I smile, gloating in the cool of my gritty apathy, the oh so thrift store of my dirty grunge
She says ‘honey, do you have any idea how much privilege it takes to think it is cool to dress poor? You wear that dirty shirt; you are a radical saving the world. I wear that dirty shirt and I am a broke junkie thief getting followed around every store
That conversation happened years ago
On the same tour where Sonya watched me pay 75 bucks to have my haircut in a way that would make me look like quote “I couldn’t afford a haircut”
The same tour that began the day after I was the feature performer at a university’s women of color symposium
No. I did not ask whether or not they should feature a woman of color instead.
Yes. I got paid.
I’m pretty sure it was a good paycheck.
Just like I’m pretty sure someone licked the paycheck when Trayvon Martin’s gun range targets got sold out in two days
I know those things are not exactly the same
I know I wanted to burn every noose white seam of our cotton flag when Trayvon Martin’s mother was on the witness stand trying to convince a jury of mostly white mothers that she could actually recognize the sound of her own son’s scream
I know I wanted to split the fucking sky when I heard the whip of the verdict and Sonya had posted online
“How many different ways can this country tell me I am worthless”
I know it was right then that I walked upstairs and started counting the hoodies in my closet
I have fourteen
hoodies that tell me I will never be forced to dress a wound as deep as my mothers heart
She will never be woken in her sleep to peel my body off gated grass
To beg God to sow the hole in my chest
I know my family will never have to hear justice say it wasn’t until I was lying in my casket that I was wearing the right clothes
I know a woman who once knew a woman who collected the metal collars they used to lock around the necks of black children to chain them to the auction block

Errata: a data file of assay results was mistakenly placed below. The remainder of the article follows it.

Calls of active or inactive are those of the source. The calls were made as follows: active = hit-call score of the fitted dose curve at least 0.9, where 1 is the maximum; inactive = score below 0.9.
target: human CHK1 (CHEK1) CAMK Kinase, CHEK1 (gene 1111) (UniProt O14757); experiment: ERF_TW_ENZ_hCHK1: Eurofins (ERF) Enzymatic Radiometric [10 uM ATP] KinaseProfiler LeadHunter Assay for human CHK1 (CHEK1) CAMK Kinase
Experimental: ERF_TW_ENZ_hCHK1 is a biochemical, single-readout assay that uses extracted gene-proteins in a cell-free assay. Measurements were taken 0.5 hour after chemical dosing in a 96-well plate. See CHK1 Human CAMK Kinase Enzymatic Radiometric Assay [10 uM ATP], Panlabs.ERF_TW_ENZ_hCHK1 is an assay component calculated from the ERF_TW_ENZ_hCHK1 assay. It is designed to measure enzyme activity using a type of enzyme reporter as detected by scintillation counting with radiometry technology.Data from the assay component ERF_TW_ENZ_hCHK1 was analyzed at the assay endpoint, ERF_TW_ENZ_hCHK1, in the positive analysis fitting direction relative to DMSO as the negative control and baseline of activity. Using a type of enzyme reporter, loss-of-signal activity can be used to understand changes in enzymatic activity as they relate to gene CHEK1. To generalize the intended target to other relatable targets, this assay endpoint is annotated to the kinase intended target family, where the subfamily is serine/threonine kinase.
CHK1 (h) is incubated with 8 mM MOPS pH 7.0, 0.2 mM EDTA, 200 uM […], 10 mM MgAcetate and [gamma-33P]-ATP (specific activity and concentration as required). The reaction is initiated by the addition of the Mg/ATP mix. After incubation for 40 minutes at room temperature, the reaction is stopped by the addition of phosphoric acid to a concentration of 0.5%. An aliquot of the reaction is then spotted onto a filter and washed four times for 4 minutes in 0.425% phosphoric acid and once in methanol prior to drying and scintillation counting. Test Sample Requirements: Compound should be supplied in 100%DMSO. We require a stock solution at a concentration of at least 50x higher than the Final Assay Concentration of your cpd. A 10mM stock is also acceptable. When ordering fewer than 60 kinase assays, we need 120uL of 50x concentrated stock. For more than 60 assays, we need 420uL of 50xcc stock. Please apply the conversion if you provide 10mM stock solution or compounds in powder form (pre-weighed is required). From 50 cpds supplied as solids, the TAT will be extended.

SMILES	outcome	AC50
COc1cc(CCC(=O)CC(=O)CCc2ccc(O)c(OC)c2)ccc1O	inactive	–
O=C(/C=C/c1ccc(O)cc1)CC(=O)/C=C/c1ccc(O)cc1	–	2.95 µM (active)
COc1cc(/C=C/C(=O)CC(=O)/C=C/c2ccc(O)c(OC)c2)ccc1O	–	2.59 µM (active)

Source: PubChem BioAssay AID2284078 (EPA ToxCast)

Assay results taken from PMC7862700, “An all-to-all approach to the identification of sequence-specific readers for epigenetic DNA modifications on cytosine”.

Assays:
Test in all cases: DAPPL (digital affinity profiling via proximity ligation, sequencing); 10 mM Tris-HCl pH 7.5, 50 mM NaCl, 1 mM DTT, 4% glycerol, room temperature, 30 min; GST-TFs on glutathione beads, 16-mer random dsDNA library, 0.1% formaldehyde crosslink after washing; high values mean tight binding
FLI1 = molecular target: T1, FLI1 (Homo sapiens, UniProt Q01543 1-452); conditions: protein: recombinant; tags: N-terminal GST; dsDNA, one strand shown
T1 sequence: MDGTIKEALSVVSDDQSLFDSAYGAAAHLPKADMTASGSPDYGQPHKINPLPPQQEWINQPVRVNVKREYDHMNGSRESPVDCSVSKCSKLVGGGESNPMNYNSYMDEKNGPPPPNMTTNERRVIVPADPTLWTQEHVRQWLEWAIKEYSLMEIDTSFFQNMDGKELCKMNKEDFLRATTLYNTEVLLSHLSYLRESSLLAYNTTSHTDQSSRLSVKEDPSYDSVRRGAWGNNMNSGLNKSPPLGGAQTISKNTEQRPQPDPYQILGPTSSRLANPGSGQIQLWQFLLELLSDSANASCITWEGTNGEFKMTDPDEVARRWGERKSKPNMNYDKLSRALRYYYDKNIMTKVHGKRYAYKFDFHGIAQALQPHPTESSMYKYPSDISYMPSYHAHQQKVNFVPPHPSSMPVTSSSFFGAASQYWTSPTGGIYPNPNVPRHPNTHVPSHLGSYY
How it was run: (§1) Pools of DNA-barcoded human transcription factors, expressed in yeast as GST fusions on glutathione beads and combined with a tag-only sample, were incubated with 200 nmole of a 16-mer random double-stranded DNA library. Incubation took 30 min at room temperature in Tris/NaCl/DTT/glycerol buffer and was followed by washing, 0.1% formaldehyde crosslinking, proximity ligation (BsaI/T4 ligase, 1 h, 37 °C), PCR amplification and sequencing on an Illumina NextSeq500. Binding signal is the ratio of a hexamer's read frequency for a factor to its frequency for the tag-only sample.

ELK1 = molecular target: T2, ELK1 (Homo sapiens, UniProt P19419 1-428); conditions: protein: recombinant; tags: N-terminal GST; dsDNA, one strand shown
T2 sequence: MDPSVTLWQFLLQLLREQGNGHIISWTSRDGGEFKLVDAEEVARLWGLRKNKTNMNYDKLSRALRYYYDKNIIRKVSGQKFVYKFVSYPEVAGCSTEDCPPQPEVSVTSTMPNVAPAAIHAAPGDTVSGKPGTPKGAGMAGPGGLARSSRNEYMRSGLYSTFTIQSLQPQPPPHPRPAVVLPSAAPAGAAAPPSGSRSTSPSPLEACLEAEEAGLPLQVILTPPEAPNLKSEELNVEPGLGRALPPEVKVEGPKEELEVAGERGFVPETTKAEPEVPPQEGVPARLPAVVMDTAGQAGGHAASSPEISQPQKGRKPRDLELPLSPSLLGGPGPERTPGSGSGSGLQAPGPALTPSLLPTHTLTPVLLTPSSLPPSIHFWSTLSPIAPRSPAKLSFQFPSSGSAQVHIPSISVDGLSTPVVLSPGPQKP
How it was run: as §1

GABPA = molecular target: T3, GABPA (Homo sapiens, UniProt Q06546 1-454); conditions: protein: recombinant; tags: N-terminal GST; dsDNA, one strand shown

I was told she hung them on the walls of her home for decoration
I remember when I used to believe that was the entire definition of racism
Believed there was no one hanging in my wardrobe
Believed my style had nothing in common with king Leopold’s
Thought I am not outfitting the Congo in spilled blood
I am just buttoning up my shirt here
I am just rolling up my sleeves
I am not unstitching the face of Emmett Till
I am not unzippering the wail of his mothers grief
The laces of my shoes are just the laces of my shoes
They could not tie a body to a tree.
I am not fashioning a noose here.
Sonya, do you hear me?
My compassion is not a costume
My passivity is not hate
My privilege is not genocide
This is just how I cut my hair
That was just how they cut the cheque
This is just how I dress
I don’t even think about
what I wear
— Andrea Gibson “Privilege is Never Having to Think About it: Touring with a Black Poet for Sonya Renee”
A clear and also common example of male privilege that you may not think about could present itself in the following scenario.
guy: *hits on girl
girl: “Sorry, not interested”
guy: *continues to hit on girl
girl: “Seriously dude, not interested”
guy: *..still trying
girl: “I have a boyfriend”
guy: *stops relentless flirtation efforts.
While not ever guy will simply stop unwanted advances towards a woman because she has a boyfriend, that is exactly what many do. Thankfully the unwanted advances may stop, but what bothers me is the reason they stop. It is not out of respect for the female’s lack of sexual/romantic interest in the guy, but rather the male to male respect that would create boundary lines.